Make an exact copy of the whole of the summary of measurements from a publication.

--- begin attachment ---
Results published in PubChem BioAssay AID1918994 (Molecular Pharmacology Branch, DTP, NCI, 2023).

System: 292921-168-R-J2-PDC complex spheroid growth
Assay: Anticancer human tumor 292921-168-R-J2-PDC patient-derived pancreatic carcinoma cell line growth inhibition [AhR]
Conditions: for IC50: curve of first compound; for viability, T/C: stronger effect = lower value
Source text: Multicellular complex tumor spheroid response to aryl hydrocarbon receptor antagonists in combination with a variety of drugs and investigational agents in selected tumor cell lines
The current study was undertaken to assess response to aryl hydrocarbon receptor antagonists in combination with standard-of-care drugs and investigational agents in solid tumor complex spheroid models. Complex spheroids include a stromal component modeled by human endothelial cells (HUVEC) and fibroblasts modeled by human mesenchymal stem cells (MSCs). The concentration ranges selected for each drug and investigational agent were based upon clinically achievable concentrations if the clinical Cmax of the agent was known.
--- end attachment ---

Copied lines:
Results published in PubChem BioAssay AID1918994 (Molecular Pharmacology Branch, DTP, NCI, 2023).

System: 292921-168-R-J2-PDC complex spheroid growth
Assay: Anticancer human tumor 292921-168-R-J2-PDC patient-derived pancreatic carcinoma cell line growth inhibition [AhR]
Conditions: for IC50: curve of first compound; for viability, T/C: stronger effect = lower value
Source text: Multicellular complex tumor spheroid response to aryl hydrocarbon receptor antagonists in combination with a variety of drugs and investigational agents in selected tumor cell lines
The current study was undertaken to assess response to aryl hydrocarbon receptor antagonists in combination with standard-of-care drugs and investigational agents in solid tumor complex spheroid models. Complex spheroids include a stromal component modeled by human endothelial cells (HUVEC) and fibroblasts modeled by human mesenchymal stem cells (MSCs). The concentration ranges selected for each drug and investigational agent were based upon clinically achievable concentrations if the clinical Cmax of the agent was known.